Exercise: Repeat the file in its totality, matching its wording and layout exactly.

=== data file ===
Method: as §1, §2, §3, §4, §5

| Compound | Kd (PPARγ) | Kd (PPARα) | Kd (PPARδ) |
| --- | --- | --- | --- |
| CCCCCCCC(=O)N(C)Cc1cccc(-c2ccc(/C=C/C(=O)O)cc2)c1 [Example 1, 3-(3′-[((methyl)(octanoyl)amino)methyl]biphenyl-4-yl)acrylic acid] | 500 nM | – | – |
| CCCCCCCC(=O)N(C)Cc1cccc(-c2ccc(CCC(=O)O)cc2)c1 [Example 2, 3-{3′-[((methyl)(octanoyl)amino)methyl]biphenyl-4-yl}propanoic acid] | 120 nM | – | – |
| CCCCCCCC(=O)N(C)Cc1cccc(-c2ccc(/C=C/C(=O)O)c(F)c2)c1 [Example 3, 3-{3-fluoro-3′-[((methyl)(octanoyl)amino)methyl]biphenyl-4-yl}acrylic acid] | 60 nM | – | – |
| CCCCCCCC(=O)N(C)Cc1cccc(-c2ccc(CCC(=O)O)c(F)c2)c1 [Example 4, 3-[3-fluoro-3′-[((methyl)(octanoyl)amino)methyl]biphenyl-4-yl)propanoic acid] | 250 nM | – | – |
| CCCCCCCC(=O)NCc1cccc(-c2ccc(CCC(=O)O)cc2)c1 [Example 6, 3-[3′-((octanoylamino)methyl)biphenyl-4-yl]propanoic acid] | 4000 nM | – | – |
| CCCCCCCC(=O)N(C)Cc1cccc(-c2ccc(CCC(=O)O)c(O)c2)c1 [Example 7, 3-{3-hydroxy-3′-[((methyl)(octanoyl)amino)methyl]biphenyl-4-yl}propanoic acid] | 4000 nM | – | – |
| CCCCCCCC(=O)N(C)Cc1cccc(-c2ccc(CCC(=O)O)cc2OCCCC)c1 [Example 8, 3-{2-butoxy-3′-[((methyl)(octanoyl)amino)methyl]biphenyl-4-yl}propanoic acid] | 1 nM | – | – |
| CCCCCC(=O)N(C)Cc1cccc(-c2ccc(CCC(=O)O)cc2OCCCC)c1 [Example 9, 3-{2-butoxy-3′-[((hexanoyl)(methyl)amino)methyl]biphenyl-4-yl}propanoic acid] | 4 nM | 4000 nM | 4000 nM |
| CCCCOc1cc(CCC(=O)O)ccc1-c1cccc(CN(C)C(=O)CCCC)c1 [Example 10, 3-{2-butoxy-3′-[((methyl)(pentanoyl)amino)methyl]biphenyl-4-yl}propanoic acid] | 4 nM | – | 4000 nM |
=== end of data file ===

Method: as §1, §2, §3, §4, §5

| Compound | Kd (PPARγ) | Kd (PPARα) | Kd (PPARδ) |
| --- | --- | --- | --- |
| CCCCCCCC(=O)N(C)Cc1cccc(-c2ccc(/C=C/C(=O)O)cc2)c1 [Example 1, 3-(3′-[((methyl)(octanoyl)amino)methyl]biphenyl-4-yl)acrylic acid] | 500 nM | – | – |
| CCCCCCCC(=O)N(C)Cc1cccc(-c2ccc(CCC(=O)O)cc2)c1 [Example 2, 3-{3′-[((methyl)(octanoyl)amino)methyl]biphenyl-4-yl}propanoic acid] | 120 nM | – | – |
| CCCCCCCC(=O)N(C)Cc1cccc(-c2ccc(/C=C/C(=O)O)c(F)c2)c1 [Example 3, 3-{3-fluoro-3′-[((methyl)(octanoyl)amino)methyl]biphenyl-4-yl}acrylic acid] | 60 nM | – | – |
| CCCCCCCC(=O)N(C)Cc1cccc(-c2ccc(CCC(=O)O)c(F)c2)c1 [Example 4, 3-[3-fluoro-3′-[((methyl)(octanoyl)amino)methyl]biphenyl-4-yl)propanoic acid] | 250 nM | – | – |
| CCCCCCCC(=O)NCc1cccc(-c2ccc(CCC(=O)O)cc2)c1 [Example 6, 3-[3′-((octanoylamino)methyl)biphenyl-4-yl]propanoic acid] | 4000 nM | – | – |
| CCCCCCCC(=O)N(C)Cc1cccc(-c2ccc(CCC(=O)O)c(O)c2)c1 [Example 7, 3-{3-hydroxy-3′-[((methyl)(octanoyl)amino)methyl]biphenyl-4-yl}propanoic acid] | 4000 nM | – | – |
| CCCCCCCC(=O)N(C)Cc1cccc(-c2ccc(CCC(=O)O)cc2OCCCC)c1 [Example 8, 3-{2-butoxy-3′-[((methyl)(octanoyl)amino)methyl]biphenyl-4-yl}propanoic acid] | 1 nM | – | – |
| CCCCCC(=O)N(C)Cc1cccc(-c2ccc(CCC(=O)O)cc2OCCCC)c1 [Example 9, 3-{2-butoxy-3′-[((hexanoyl)(methyl)amino)methyl]biphenyl-4-yl}propanoic acid] | 4 nM | 4000 nM | 4000 nM |
| CCCCOc1cc(CCC(=O)O)ccc1-c1cccc(CN(C)C(=O)CCCC)c1 [Example 10, 3-{2-butoxy-3′-[((methyl)(pentanoyl)amino)methyl]biphenyl-4-yl}propanoic acid] | 4 nM | – | 4000 nM |